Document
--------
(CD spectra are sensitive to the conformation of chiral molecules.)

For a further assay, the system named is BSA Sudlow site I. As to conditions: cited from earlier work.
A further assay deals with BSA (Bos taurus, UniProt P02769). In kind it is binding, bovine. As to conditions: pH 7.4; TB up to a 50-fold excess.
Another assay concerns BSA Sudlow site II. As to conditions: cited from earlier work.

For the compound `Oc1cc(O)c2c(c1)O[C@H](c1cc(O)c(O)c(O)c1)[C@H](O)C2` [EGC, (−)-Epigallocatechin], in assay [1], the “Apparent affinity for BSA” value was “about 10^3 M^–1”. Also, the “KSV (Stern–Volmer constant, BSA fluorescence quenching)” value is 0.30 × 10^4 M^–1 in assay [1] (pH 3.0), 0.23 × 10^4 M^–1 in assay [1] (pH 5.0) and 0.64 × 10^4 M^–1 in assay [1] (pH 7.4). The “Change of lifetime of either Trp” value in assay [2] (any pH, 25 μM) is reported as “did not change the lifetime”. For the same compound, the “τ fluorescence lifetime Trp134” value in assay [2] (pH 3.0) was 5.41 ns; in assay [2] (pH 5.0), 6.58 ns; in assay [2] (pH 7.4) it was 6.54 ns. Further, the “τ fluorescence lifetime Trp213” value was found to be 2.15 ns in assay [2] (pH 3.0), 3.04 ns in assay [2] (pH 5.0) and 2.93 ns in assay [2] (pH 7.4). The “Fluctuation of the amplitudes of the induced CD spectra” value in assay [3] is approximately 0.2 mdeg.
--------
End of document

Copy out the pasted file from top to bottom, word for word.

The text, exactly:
(CD spectra are sensitive to the conformation of chiral molecules.)

For a further assay, the system named is BSA Sudlow site I. As to conditions: cited from earlier work.
A further assay deals with BSA (Bos taurus, UniProt P02769). In kind it is binding, bovine. As to conditions: pH 7.4; TB up to a 50-fold excess.
Another assay concerns BSA Sudlow site II. As to conditions: cited from earlier work.

For the compound `Oc1cc(O)c2c(c1)O[C@H](c1cc(O)c(O)c(O)c1)[C@H](O)C2` [EGC, (−)-Epigallocatechin], in assay [1], the “Apparent affinity for BSA” value was “about 10^3 M^–1”. Also, the “KSV (Stern–Volmer constant, BSA fluorescence quenching)” value is 0.30 × 10^4 M^–1 in assay [1] (pH 3.0), 0.23 × 10^4 M^–1 in assay [1] (pH 5.0) and 0.64 × 10^4 M^–1 in assay [1] (pH 7.4). The “Change of lifetime of either Trp” value in assay [2] (any pH, 25 μM) is reported as “did not change the lifetime”. For the same compound, the “τ fluorescence lifetime Trp134” value in assay [2] (pH 3.0) was 5.41 ns; in assay [2] (pH 5.0), 6.58 ns; in assay [2] (pH 7.4) it was 6.54 ns. Further, the “τ fluorescence lifetime Trp213” value was found to be 2.15 ns in assay [2] (pH 3.0), 3.04 ns in assay [2] (pH 5.0) and 2.93 ns in assay [2] (pH 7.4). The “Fluctuation of the amplitudes of the induced CD spectra” value in assay [3] is approximately 0.2 mdeg.